American History X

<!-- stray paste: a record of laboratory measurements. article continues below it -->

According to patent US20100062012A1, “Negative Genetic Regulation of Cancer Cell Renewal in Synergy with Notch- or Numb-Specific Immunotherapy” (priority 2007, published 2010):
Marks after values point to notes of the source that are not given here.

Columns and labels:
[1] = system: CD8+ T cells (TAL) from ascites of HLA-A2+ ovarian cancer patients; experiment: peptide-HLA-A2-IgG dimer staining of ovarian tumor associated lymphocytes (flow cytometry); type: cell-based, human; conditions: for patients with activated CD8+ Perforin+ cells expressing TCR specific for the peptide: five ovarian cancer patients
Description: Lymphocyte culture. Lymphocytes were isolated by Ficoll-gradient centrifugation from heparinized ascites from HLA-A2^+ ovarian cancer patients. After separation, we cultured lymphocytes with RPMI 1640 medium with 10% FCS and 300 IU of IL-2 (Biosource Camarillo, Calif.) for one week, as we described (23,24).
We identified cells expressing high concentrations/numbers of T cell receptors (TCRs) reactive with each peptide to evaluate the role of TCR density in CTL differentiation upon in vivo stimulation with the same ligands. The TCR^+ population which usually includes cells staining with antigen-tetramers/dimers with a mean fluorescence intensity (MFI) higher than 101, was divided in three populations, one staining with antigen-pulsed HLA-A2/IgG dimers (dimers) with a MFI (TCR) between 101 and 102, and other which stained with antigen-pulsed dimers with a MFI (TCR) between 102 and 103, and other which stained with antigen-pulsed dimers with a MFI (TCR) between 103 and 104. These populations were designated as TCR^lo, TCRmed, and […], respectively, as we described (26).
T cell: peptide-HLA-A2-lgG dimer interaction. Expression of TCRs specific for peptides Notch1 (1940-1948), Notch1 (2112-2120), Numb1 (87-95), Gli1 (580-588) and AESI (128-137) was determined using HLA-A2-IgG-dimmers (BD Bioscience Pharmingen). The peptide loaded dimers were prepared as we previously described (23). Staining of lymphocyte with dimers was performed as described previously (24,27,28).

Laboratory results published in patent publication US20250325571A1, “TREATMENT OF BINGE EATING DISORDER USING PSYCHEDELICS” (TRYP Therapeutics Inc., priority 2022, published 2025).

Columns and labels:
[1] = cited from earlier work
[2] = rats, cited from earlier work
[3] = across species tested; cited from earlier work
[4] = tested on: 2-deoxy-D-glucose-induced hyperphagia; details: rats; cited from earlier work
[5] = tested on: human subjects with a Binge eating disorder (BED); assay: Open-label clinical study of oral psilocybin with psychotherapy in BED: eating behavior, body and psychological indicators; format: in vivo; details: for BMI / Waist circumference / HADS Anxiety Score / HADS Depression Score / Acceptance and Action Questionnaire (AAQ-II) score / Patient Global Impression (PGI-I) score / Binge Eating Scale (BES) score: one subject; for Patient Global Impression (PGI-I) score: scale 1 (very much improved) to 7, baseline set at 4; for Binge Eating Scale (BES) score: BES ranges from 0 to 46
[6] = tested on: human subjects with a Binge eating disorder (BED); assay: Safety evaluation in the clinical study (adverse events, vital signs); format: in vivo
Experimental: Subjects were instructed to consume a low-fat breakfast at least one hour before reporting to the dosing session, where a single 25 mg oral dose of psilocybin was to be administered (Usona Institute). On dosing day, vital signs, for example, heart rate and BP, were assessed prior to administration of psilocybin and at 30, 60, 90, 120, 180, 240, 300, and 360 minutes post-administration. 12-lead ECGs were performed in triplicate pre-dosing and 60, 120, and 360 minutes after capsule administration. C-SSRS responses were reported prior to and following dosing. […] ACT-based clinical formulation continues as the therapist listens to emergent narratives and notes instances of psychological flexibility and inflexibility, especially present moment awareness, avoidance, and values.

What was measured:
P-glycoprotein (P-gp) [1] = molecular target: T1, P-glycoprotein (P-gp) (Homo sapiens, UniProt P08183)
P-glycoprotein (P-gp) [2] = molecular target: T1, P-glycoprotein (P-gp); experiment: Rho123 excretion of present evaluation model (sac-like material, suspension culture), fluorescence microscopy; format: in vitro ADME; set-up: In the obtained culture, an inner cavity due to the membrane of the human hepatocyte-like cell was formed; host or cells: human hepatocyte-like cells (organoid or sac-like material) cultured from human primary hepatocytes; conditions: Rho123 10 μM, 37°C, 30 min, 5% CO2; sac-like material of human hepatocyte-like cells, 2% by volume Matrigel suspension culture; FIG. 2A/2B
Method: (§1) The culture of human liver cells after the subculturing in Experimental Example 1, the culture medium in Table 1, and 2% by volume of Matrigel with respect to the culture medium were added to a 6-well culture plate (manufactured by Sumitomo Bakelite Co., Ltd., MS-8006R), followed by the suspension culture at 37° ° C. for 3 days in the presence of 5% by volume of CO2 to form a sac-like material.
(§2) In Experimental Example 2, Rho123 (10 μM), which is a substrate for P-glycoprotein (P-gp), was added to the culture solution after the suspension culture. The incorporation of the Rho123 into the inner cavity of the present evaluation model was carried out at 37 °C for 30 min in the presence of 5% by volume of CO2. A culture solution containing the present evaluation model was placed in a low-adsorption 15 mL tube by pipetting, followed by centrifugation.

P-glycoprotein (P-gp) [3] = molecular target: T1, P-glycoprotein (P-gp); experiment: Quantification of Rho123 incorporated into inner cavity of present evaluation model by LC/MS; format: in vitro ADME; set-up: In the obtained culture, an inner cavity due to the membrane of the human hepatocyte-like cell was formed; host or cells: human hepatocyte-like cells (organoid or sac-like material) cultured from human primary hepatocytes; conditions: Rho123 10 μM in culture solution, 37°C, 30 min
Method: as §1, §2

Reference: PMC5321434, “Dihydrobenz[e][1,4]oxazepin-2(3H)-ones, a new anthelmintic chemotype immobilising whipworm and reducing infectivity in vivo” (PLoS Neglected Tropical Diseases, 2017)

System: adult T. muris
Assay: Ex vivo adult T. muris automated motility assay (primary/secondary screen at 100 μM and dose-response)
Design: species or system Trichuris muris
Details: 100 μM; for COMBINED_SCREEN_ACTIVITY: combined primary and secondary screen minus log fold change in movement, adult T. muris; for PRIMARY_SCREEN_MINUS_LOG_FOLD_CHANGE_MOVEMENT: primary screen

When his white-supremacist brother (Edward Norton) is released from prison, Danny (Edward Furlong), another Venice Beach skinhead, is assigned to write a paper about the circumstances that led to his incarceration. Though this 1998 movie clearly takes on more than it can handletrying to merge the classical narrative elements of 40s film noir and 50s social-problem films with the rougher and more improvisational shooting methods of 60s and post-60s filmmakingthat’s vastly preferable to the agendas of most other commercial films these days, which take on too little. The movie can’t explain as much as it wants to about what makes (and unmakes) a skinhead, but it carries us a fair distance. English advertising tyro Tony Kaye directed a screenplay by David McKenna and also served as cinematographer. The performances of Norton and Furlong are wonderful, and others in the cast, including Stacy Keach and Ethan Suplee, are equally fine. With Fairuza Balk, Jennifer Lien, Elliott Gould, William Russ, and Beverly D’Angelo. (JR)

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